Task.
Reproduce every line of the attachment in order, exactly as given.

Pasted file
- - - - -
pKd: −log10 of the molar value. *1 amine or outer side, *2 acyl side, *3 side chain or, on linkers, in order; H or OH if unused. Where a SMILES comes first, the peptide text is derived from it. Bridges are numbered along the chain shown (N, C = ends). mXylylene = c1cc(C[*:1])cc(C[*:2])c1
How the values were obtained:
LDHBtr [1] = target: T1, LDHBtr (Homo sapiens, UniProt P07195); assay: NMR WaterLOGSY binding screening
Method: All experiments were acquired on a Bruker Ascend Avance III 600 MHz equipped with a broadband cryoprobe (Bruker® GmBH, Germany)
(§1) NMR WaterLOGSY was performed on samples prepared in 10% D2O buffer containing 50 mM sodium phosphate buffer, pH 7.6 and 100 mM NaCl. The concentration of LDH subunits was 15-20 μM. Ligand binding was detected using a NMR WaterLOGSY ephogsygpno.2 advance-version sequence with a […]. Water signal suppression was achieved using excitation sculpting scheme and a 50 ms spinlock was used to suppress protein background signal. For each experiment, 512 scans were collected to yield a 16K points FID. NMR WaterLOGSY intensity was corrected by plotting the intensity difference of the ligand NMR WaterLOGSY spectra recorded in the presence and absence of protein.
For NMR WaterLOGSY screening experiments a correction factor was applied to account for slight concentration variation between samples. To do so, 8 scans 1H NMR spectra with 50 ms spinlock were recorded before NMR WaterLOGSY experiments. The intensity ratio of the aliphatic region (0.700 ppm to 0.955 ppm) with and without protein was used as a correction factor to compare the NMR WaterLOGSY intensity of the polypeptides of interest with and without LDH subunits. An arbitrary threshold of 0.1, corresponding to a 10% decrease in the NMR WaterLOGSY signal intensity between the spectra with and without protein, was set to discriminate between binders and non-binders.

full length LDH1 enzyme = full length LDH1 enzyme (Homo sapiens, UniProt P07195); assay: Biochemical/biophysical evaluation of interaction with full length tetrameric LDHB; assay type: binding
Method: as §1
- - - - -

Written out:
pKd: −log10 of the molar value. *1 amine or outer side, *2 acyl side, *3 side chain or, on linkers, in order; H or OH if unused. Where a SMILES comes first, the peptide text is derived from it. Bridges are numbered along the chain shown (N, C = ends). mXylylene = c1cc(C[*:1])cc(C[*:2])c1
How the values were obtained:
LDHBtr [1] = target: T1, LDHBtr (Homo sapiens, UniProt P07195); assay: NMR WaterLOGSY binding screening
Method: All experiments were acquired on a Bruker Ascend Avance III 600 MHz equipped with a broadband cryoprobe (Bruker® GmBH, Germany)
(§1) NMR WaterLOGSY was performed on samples prepared in 10% D2O buffer containing 50 mM sodium phosphate buffer, pH 7.6 and 100 mM NaCl. The concentration of LDH subunits was 15-20 μM. Ligand binding was detected using a NMR WaterLOGSY ephogsygpno.2 advance-version sequence with a […]. Water signal suppression was achieved using excitation sculpting scheme and a 50 ms spinlock was used to suppress protein background signal. For each experiment, 512 scans were collected to yield a 16K points FID. NMR WaterLOGSY intensity was corrected by plotting the intensity difference of the ligand NMR WaterLOGSY spectra recorded in the presence and absence of protein.
For NMR WaterLOGSY screening experiments a correction factor was applied to account for slight concentration variation between samples. To do so, 8 scans 1H NMR spectra with 50 ms spinlock were recorded before NMR WaterLOGSY experiments. The intensity ratio of the aliphatic region (0.700 ppm to 0.955 ppm) with and without protein was used as a correction factor to compare the NMR WaterLOGSY intensity of the polypeptides of interest with and without LDH subunits. An arbitrary threshold of 0.1, corresponding to a 10% decrease in the NMR WaterLOGSY signal intensity between the spectra with and without protein, was set to discriminate between binders and non-binders.

full length LDH1 enzyme = full length LDH1 enzyme (Homo sapiens, UniProt P07195); assay: Biochemical/biophysical evaluation of interaction with full length tetrameric LDHB; assay type: binding
Method: as §1